Three years ago tomorrow, a 22 year old Aboriginal woman with her whole life ahead of her - Ms Dhu, died in a Western Australian Police lock up from a fatal infection stemming from a cracked rib arising from a family violence injury.
Ms Dhu had been locked up for unpaid fines for three days, and as the WA Coroner found, had been treated inhumanely by police. This tragic death was inhumane, avoidable and preventable.
National advocacy organisation for Aboriginal and Torres Strait Islander rights, ANTaR, today called for immediate action to address the systemic and individual failures in the justice system, in light of the Ms Dhu Coronial Inquest findings.
ANTaR, national advocacy organisation for Aboriginal and Torres Strait Islander rights, today called on all governments to listen to First Peoples in order to address crisis levels of incarceration of Aboriginal and Torres Strait Islander young people.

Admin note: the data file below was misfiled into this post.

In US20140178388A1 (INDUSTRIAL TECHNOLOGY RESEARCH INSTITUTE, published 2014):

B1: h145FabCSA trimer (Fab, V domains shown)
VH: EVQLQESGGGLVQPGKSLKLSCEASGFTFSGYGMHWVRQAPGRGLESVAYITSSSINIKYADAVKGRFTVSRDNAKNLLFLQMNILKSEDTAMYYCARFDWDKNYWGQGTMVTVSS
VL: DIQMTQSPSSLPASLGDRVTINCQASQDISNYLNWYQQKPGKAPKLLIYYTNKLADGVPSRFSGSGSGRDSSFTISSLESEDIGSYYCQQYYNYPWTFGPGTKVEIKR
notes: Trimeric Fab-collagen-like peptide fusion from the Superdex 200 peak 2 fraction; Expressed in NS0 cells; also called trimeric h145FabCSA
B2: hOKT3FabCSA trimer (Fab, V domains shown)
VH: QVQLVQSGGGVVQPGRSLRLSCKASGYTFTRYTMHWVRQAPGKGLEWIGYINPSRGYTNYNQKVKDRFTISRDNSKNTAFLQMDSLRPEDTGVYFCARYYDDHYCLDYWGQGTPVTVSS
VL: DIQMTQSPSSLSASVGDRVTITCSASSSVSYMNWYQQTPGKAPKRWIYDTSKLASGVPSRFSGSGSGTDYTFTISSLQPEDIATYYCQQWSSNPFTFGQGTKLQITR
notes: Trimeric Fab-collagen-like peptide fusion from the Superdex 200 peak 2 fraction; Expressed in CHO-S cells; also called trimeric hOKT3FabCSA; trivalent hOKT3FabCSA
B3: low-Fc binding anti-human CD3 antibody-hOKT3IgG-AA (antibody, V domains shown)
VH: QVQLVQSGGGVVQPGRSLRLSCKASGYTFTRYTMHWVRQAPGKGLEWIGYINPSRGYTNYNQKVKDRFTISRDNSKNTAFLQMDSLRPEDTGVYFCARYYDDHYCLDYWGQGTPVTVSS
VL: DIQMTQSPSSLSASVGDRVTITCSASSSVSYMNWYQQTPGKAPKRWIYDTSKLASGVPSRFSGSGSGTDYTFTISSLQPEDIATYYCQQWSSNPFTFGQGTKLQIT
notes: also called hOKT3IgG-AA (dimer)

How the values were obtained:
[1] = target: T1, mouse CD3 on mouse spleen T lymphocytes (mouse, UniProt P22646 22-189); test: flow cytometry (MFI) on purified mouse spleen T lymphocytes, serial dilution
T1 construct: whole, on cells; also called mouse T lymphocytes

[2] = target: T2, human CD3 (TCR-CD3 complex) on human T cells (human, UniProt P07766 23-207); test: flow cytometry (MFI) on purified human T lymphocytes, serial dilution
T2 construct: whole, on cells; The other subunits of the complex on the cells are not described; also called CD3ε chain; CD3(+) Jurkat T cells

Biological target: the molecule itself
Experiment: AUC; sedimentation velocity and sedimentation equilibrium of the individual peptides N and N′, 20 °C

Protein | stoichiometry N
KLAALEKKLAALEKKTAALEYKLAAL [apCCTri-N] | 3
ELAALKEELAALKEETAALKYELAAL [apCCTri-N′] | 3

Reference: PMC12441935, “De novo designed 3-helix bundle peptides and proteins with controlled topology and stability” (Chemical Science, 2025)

National Campaigns Manager, Ms Jane Powles said that “Aboriginal and Torres Strait Islander leaders have been calling for the implementation of Justice Reinvestment since 2009 to address high incarceration rates.”
“It's about time governments started to listen”
National Aboriginal and Torres Strait Islander rights advocacy organisation, ANTaR today called for the Prime Minister and Federal Government to start engaging with, and listening to First Peoples before making decisions. Read our Media Release here.
ANTaR, national advocacy organisation for Aboriginal and Torres Strait Islander rights, today called for Aboriginal and Torres Strait Islander youth incarceration across the country to become a priority for the Federal Government.